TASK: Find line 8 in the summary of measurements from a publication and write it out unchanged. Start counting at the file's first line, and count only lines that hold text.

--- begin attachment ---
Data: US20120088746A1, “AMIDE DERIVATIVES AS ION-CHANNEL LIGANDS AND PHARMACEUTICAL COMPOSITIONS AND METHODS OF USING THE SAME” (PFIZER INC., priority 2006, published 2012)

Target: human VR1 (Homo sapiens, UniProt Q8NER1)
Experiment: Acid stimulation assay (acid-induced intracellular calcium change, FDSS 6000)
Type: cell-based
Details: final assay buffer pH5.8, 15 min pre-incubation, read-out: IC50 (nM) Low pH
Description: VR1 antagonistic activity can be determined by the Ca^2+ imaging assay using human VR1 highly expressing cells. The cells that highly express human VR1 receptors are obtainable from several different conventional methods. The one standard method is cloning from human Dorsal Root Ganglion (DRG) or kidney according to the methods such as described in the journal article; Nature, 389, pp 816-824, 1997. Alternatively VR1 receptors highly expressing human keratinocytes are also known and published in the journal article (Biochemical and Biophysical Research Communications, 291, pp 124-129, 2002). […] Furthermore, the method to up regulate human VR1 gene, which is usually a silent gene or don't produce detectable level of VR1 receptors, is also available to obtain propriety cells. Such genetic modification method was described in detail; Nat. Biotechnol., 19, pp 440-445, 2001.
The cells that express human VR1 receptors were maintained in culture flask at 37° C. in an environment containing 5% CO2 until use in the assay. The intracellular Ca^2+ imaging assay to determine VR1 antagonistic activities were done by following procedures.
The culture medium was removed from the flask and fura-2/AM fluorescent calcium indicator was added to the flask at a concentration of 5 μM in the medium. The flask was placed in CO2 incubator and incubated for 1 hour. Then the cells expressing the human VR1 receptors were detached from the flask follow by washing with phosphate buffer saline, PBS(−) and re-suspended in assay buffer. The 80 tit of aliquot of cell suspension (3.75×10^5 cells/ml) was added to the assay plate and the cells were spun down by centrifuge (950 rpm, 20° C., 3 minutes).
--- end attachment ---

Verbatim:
The culture medium was removed from the flask and fura-2/AM fluorescent calcium indicator was added to the flask at a concentration of 5 μM in the medium. The flask was placed in CO2 incubator and incubated for 1 hour. Then the cells expressing the human VR1 receptors were detached from the flask follow by washing with phosphate buffer saline, PBS(−) and re-suspended in assay buffer. The 80 tit of aliquot of cell suspension (3.75×10^5 cells/ml) was added to the assay plate and the cells were spun down by centrifuge (950 rpm, 20° C., 3 minutes).